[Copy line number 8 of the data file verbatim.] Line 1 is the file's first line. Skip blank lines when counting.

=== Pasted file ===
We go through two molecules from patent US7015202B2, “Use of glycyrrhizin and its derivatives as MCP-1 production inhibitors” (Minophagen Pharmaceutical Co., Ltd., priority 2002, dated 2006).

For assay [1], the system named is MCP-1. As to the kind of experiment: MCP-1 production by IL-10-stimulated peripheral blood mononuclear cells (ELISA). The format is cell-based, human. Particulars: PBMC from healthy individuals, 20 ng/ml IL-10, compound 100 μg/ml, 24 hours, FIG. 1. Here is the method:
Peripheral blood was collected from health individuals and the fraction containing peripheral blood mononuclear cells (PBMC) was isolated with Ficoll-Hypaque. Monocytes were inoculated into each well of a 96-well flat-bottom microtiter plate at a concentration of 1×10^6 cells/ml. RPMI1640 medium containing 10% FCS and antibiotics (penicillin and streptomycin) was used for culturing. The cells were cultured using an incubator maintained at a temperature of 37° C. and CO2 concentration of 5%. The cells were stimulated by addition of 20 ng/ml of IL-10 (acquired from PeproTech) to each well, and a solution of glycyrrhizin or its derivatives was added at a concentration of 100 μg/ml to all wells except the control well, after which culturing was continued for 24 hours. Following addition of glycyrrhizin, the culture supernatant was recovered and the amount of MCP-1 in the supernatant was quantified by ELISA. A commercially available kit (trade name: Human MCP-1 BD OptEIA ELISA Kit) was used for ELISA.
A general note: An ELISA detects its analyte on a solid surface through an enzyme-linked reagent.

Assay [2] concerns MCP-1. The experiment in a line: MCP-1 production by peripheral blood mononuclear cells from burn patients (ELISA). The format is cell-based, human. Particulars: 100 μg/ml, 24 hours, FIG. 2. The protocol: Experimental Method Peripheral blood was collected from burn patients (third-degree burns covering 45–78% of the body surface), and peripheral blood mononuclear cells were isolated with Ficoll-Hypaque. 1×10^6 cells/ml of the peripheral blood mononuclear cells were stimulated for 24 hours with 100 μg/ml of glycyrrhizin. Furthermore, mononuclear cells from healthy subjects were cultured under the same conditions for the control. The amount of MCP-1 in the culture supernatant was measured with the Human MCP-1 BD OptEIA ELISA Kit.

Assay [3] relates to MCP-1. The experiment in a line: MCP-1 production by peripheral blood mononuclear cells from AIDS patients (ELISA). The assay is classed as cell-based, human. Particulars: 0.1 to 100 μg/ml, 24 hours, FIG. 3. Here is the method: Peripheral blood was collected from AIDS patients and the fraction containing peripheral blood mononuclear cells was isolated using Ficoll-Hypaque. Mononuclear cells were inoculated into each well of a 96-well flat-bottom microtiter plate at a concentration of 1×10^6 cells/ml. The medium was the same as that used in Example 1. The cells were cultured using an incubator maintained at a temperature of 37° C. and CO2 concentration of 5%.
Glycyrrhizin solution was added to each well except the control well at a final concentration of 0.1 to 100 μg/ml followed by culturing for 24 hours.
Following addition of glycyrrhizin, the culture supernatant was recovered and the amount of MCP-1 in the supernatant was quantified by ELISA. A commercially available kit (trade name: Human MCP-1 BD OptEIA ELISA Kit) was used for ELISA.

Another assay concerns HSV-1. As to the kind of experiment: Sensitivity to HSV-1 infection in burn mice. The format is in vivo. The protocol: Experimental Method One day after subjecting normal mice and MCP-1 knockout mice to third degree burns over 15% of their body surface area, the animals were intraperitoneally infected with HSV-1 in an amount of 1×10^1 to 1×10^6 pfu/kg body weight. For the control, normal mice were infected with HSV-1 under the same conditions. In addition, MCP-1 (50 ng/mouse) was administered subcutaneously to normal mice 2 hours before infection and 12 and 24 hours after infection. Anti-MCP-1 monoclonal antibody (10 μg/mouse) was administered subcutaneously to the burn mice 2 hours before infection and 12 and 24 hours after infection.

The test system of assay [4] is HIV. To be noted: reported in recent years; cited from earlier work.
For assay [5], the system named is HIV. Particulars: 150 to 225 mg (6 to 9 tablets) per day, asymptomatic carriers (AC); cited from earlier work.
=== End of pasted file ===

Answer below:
Following addition of glycyrrhizin, the culture supernatant was recovered and the amount of MCP-1 in the supernatant was quantified by ELISA. A commercially available kit (trade name: Human MCP-1 BD OptEIA ELISA Kit) was used for ELISA.